Wednesday, Aug 23, 2017
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Marilou Johanek

COMMENTARY

Time to back up promises to hold charter schools accountable

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The news is not good, but neither is it shocking. Ohioans have heard it before: The charter school industry in the state is, with rare exception, an abject educational failure.

Somebody is always assessing the dismal test scores of Ohio charter schools or holding them up as an example of an academic experiment gone terribly wrong. It’s old news in the state.

Ask any educator who has pulled out clumps of hair over the growth of publicly funded, privately run schools in Ohio despite ongoing problems. The state’s solution is to throw more tax money at for-profit charter school operators in the interest of promoting school choice.

Never mind that the educational choice offered by most charters is worse than that offered by most traditional public schools. Year after year, studies and statistics compiled by leading national scholars on charter schools have painted the same tragic picture in Ohio.

Stanford University’s Center for Research on Education Outcomes (CREDO) consistently finds charter school students in the state falling behind their counterparts in traditional schools. Last month it released another report on Buckeye charters, again noting how charter students performed worse in reading and math than their peers in local school districts.

CREDO first published a study on Ohio charter school performance in 2009. It showed comparable academic discrepancies between demographically similar students at charter and regular public schools.

New research shows charter students in the state falling even further behind in reading and basic math skills. They’re learning less in a year than their district school peers.

If a 180-day school year is considered “one year of learning,” the study said, “an average Ohio charter student would have completed 14 fewer days of learning in reading and 43 fewer days in math.”

Correspondingly, “93 percent of charter schools in Ohio fall below the 50th percentile in achievement in math, and 73 percent of charters fall below the 50th percentile in achievement in reading.” The number of charter schools in Ohio with below-average growth and achievement in reading and math is “grim,” a Stanford researcher concluded.

Charter students are losing ground they will never make up. Marginal improvements noted by the CREDO report, largely in a handful of high-performing charters, don’t change the dismal education received by students in nearly 400 Ohio charter schools.

The report cites state legislative and Ohio Department of Education (ODE) regulatory changes since 2009 that continue to evolve. It suggests the changes could eventually improve the poor learning record of charter students.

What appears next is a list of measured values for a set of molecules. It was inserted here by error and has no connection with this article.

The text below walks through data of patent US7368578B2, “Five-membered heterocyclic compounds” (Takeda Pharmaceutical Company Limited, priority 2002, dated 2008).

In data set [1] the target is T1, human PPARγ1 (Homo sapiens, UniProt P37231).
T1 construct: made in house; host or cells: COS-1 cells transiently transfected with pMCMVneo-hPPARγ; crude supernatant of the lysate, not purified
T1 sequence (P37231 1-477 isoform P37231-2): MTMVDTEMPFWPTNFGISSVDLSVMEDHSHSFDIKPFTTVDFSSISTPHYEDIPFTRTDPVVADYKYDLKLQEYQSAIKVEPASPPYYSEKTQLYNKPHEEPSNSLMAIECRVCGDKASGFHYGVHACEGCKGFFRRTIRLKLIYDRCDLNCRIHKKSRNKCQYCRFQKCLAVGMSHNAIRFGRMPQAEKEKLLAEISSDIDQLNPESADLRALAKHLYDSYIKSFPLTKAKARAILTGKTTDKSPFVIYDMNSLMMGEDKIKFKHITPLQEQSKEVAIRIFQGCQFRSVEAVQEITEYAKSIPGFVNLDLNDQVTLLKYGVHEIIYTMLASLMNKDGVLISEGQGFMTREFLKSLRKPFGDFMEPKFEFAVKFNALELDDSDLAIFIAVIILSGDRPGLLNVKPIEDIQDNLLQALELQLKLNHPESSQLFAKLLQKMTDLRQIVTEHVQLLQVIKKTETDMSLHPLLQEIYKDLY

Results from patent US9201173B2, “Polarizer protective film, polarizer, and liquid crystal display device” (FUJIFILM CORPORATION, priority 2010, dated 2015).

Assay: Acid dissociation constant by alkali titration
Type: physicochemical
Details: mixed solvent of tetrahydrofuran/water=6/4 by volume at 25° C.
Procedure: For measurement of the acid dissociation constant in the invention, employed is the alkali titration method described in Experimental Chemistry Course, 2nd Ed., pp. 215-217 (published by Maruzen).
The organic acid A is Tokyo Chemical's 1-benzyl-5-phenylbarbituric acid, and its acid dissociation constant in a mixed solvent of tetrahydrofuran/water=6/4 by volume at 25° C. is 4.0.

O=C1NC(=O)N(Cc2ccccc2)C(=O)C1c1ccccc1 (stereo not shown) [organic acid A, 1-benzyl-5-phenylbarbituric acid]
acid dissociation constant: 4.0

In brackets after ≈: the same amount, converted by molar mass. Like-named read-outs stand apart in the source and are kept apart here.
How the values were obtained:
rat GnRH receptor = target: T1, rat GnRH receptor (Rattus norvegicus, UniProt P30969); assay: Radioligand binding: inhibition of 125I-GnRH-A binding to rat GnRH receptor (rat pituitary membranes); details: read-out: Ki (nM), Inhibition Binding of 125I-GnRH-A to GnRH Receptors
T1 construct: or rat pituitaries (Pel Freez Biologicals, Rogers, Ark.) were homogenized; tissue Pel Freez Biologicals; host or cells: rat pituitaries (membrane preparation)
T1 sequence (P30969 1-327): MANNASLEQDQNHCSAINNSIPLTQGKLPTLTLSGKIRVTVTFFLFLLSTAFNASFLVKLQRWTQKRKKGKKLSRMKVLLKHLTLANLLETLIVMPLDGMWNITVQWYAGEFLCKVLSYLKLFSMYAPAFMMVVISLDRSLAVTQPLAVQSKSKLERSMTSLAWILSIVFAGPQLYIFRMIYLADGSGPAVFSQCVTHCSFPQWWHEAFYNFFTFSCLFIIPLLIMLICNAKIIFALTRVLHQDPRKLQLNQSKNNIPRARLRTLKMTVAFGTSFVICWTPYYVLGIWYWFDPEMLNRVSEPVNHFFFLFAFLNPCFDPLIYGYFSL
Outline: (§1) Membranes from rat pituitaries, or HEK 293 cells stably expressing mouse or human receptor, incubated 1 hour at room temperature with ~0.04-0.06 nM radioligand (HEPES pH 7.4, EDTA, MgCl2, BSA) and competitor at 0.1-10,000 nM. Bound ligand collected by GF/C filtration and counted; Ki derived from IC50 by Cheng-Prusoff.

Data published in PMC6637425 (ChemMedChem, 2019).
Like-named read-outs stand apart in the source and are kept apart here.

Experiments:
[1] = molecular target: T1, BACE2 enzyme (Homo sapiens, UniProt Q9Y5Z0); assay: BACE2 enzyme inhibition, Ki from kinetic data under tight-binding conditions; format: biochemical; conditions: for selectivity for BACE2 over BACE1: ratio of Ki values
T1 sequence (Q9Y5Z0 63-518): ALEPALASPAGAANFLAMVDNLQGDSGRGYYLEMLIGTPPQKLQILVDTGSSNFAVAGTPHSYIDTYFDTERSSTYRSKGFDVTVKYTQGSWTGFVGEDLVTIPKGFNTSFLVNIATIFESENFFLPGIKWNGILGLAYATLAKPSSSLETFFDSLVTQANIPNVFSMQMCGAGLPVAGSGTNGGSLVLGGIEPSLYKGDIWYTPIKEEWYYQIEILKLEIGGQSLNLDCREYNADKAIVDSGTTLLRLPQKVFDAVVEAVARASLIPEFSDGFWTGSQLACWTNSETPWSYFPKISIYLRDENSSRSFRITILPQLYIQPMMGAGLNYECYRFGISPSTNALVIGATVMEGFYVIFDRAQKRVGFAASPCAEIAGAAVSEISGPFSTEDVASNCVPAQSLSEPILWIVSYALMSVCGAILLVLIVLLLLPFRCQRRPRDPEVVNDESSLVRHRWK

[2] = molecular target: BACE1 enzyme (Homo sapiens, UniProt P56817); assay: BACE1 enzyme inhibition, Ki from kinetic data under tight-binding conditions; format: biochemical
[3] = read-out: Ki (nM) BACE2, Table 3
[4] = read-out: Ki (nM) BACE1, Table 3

But if the past is prologue, renewed rhetoric from Ohio Gov. John Kasich and others about enhancing academic quality and private operator accountability in Ohio charter schools is just lip service.

For years, the same pro-charter politicians have not only tolerated lackluster academic performance in state charter schools, they’ve also rewarded it. They’ve given some of the most mediocre operations in the state more money to open more charters.

Ohio charter school policy allows the charter mess to flourish. Loose regulations, pro-business governance, minimal transparency, and accountability exemptions have spurred robust growth in the state’s charter school sector.

In return, grateful charter school operators contribute big money to keep their political benefactors in power. And so it goes, at the expense of young minds.

Academic achievement in Ohio charter schools has either stayed the same or deteriorated from the 2007-2008 school year to 2012-2013, according to the Stanford study. Researchers report “over 40 percent of Ohio charter schools are in urgent need of improvement.”

As recently as June, 2014, an ODE Web site for new developers of charter schools appeared oblivious to that urgency, insisting that charters “offer an education that is regarded as equivalent to that of Ohio’s traditional public and private schools approved by the Ohio Department of Education.”

After the CREDO study and a separate report by the Fordham Institute begged to differ, the state schools superintendent echoed the governor’s pledge to “get tough” on underperforming charter schools and institute greater state control over those who are charged with providing operational oversight.

Failing charter schools in Ohio are old news. Promises to fix what’s broken will require proof.

Contact Blade columnist Marilou Johanek at: mjohanek@theblade.com

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